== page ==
Image

We also got Tournament Fighters, the brief foray into the fighting genre, and every version of it no less

And last, and certainly least, the very first and very infamous TMNT game on NES. I actually beat this as a kid because I had nothing better to do with my time, but man this game didn't age well. Much like the arcade games, it's pretty awful...except much worse. Easily the worst game in this collection, but it's still a part of turtles' gaming history so I get why they included it. Frankly, it's impressive how many games are in here, more than I expected, just unfortunate that it's missing the awesome GBA games though. That would have made this truly complete

Also, the games have input lag, an issue with many older games on new consoles.

They also put in a new intro theme for the first arcade game. Copyright or licensing issues I guess.

Image

Back on a positive note though, I love how they handled the trophies. First of all, they didn't half ass it as companies often do with these collections. There is an actual platinum trophy, something which ALL PLAYSTATION RELEASES should have. One could argue that each game should have had its own list, but these are old games you can beat in like an hour. Not enough to work with there trophy-wise so one combined list for all of them makes sense. I also love how simple the trophies are. Just beat every game and you get a trophy for each one. No stupid, ridiculous trophies that you have to look up online, no obnoxious speed run trophies, or "beat the game without dying" trophies, or annoying don't get hit trophies, which I think Mega Man 9 or 10 had. It's very old school. JUST BEAT THE GAME. Member when simply beating a game was an accomplishment? I still member. THIS THREAD STILL MEMBERS :lol:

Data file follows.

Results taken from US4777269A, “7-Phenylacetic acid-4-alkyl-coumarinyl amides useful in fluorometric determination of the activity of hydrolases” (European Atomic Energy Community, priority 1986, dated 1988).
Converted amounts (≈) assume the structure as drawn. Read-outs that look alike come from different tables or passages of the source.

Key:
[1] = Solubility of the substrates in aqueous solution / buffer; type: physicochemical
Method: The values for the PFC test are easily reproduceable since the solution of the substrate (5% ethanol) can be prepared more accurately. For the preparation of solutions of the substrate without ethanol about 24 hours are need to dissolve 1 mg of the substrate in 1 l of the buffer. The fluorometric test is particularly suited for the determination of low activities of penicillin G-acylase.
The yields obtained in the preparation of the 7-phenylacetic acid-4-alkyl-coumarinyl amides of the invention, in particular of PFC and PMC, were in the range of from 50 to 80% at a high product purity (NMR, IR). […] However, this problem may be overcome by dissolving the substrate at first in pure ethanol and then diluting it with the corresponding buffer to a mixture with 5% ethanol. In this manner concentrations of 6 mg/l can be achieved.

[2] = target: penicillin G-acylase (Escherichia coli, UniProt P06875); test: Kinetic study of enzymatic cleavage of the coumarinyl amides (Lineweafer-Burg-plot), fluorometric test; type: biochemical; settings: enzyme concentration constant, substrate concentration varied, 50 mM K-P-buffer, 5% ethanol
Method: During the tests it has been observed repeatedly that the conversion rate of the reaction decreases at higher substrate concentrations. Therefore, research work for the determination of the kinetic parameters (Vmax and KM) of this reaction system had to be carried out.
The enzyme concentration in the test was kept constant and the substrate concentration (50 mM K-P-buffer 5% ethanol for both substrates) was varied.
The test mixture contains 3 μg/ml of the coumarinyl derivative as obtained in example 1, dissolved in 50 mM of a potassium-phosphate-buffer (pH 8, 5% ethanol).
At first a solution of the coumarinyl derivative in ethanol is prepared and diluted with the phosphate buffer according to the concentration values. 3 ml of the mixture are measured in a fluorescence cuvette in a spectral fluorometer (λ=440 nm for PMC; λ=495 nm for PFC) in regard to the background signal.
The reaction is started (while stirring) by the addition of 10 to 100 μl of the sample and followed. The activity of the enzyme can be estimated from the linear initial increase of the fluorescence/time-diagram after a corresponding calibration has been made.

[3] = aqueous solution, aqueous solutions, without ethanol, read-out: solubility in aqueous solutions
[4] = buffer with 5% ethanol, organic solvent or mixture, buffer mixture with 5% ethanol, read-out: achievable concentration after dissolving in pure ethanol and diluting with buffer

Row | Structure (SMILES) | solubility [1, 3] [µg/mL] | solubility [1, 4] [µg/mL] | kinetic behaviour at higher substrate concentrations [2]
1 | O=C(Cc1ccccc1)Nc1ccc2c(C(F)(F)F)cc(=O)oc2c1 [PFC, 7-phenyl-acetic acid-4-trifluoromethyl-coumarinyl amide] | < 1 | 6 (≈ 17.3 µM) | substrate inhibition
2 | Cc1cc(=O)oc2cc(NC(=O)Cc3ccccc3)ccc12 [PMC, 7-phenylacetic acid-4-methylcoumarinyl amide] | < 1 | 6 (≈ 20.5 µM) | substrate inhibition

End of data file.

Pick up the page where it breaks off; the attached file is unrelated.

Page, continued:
You also get all the perks of an emulator with save states and other cool little extras that they didn't have to include but did like:

Newly made strategy guides in the style of 90's video game magazines like Nintendo Power

Awesome UI featuring the games, boxart (which changes when you change region) and original comic book art

Screenshots of the TV show, linking video game characters to their TV appearance

Collection of magazine, trade show ads and press releases of the games

Hundreds of pages of original Japanese design documents....translated to English.

An auto-play mode where you can jump in and play at any time. .

Anyway, this collection is awesome. Probably the best retro collection released thus far other than Sonic Origins. The quality of some of these games is questionable, some things don't age well, but the collection itself is great. If you loved Shredder's Revenge, this is a no brainer. Both of these in the same year is like getting a birthday gift AND a Christmas gift right after.
User avatar
Note
Next-Gen
Posts: 1322
Joined: Thu Feb 05, 2009 4:39 pm
Location: NYC

Re: Games Beaten 2022

Post by Note »

1. Star Soldier: Vanishing Earth (N64)
2. Street Fighter III: 3rd Strike (Arcade)*
3. Metal Slug 6 (PS2)
4. Time Crisis II (PS2)*
5. Virtua Fighter 5: Final Showdown (360)
6. Shining the Holy Ark (SAT)
7. Final Fantasy Mystic Quest (SNES)